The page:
4/6 Glass Ceiling Woman
In her thirties or forties, she has an established career under her belt, perhaps in the “marzipan layer” – one position below the still male-dominated senior executive level. She is now, according to Nick Clegg, forced into making the “heart-breaking choice” between staying at home to bring up her children and going to work and forking out for high-cost, round-the-clock childcare
5/6 Harassed Hipsters
One of the two key groups identified by Labour as crucial to hand Ed Miliband the keys to Downing Street. Well-paid professional couples, often with children, they live in diverse urban and metropolitan areas rather than the suburbs. More comfortably off than most swing voters, they are time poor – struggling to balance raising a young family with busy work schedules
These are mainly first-time voters, though some are in their twenties – students and digital-age generation renters helping to fuel the “Green Surge”. Idealists, but with no tribal loyalty to any party, they are anti-austerity, middle class, living in urban areas. Despite studying at university or recently graduated, they are struggling to find decent jobs and want cheaper housing and a higher minimum wage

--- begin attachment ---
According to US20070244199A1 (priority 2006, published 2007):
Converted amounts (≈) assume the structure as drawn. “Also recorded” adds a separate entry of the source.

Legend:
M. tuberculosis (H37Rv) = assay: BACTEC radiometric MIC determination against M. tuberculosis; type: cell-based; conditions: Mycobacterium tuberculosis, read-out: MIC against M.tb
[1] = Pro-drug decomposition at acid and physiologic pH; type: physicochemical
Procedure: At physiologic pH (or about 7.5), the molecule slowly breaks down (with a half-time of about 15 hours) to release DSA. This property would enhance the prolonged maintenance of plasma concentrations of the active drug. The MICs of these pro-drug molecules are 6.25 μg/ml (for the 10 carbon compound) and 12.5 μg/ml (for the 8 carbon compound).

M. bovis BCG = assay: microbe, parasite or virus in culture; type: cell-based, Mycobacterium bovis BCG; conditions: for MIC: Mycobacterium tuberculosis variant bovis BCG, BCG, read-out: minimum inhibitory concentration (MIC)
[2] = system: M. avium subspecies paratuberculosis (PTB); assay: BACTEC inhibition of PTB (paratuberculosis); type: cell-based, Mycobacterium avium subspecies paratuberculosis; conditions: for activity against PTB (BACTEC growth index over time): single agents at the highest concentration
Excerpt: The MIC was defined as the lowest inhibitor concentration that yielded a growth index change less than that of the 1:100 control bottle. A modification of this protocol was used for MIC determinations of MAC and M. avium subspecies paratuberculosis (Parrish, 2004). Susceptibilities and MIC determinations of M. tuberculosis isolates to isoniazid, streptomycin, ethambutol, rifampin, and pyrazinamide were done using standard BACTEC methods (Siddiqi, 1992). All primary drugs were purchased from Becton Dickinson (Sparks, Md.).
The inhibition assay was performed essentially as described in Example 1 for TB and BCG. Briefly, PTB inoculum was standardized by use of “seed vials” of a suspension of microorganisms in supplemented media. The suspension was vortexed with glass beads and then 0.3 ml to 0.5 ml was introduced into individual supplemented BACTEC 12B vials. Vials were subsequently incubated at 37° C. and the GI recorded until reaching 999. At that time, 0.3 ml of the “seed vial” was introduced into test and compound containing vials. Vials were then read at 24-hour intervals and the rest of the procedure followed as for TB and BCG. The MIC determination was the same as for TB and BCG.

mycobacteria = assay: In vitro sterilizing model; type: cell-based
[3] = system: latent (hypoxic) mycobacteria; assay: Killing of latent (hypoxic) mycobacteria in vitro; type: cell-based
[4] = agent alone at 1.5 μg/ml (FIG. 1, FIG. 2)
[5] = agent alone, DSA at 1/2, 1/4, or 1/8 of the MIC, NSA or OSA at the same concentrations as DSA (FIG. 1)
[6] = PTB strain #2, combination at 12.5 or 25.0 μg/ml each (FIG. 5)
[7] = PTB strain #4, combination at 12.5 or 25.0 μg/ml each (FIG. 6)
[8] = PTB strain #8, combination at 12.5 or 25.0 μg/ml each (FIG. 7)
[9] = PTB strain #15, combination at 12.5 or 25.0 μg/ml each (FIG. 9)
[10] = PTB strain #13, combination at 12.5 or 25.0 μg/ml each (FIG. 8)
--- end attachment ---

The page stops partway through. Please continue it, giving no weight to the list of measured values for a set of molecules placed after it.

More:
Labour’s first separate “women’s manifesto”, to be launched in April, will promise:
- 25 hours of free childcare for working parents of three- and four-year-olds (up from the current 15 hours); an additional 50,000 childcare places; guaranteed access to “8am-6pm” schooling through breakfast and after-school clubs to help working parents
- Support for grandparents who juggle the care of their grandchildren and their working hours
- Companies with more than 250 workers to publish the “hourly pay gap” between the sexes in their annual report to shame them into ensuring equal pay for women
- Greater priority to tackling domestic and sexual violence against women, through a commissioner to set minimum standards.